The National Hockey League (NHL) has said that it will not initially follow the likes of the National Football League (NFL) and the National Basketball Association (NBA) in creating an esports mirror of its existing competition.
Chris Grolier, NHL’s vice president of business development, told ESPN that the NHL’s esports expansion plans will differ from its counterparts by not immediately establishing a full-blown league. Rather, year two of the NHL’s esports competition will incorporate the 31 NHL franchises in some capacity, with locally activated tournaments serving as a large component.
Keith Wachtel, NHL executive vice president and chief revenue officer, explained further: "We want to get more players involved. We want to make this more about the clubs and teams and have players involved where players and teams are getting on social media and saying, for example, 'Root for Player X, who's representing the Philadelphia Flyers at the NHL World Gaming Championships’.”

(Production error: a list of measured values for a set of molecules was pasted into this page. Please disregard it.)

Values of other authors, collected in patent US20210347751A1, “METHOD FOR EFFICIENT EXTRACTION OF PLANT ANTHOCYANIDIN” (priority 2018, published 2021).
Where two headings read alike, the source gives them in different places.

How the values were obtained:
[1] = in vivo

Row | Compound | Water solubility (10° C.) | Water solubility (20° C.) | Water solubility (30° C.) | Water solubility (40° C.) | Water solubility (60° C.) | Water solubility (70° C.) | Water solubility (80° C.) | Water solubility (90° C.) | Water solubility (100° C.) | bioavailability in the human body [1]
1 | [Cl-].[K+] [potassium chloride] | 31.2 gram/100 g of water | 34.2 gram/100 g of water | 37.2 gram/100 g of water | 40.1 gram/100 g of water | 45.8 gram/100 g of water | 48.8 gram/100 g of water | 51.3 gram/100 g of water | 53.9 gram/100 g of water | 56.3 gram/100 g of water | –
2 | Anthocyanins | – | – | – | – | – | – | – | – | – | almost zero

A cautious yet successful debut year with the NHL Gaming World Championship saw the NHL enjoy streaming metrics on par with its aforementioned North American sporting rivals, a rarity in almost every other popularity metric.
Commissioner Gary Bettman wants the NHL’s approach to esports to be holistic with its younger fanbase.
“We wanted this to be another touch point and another connection to our real game,” he said. “We weren’t looking to start something different. We weren’t looking to start a different league. We wanted to have our fans, who were into esports, to have a way to play our game and connect to our game.”
“We want to use esports to build more interest and a greater connectivity to our game through the hockey video game. It’s complementary.”
The inaugural NHL Gaming World Championship received 15,500 entrants and ultimately saw six finalists competing for a total prize pool of US$100,000, with eventual champion, Finland’s Erik Tammennpa, pocketing US$50,000 last month.